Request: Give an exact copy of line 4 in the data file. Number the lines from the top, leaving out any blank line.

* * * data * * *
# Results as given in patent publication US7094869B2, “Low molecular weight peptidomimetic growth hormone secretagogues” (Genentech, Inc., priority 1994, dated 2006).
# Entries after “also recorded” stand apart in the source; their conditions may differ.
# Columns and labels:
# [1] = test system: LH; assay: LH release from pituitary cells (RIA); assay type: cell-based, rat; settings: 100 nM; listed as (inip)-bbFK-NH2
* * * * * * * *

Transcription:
# [1] = test system: LH; assay: LH release from pituitary cells (RIA); assay type: cell-based, rat; settings: 100 nM; listed as (inip)-bbFK-NH2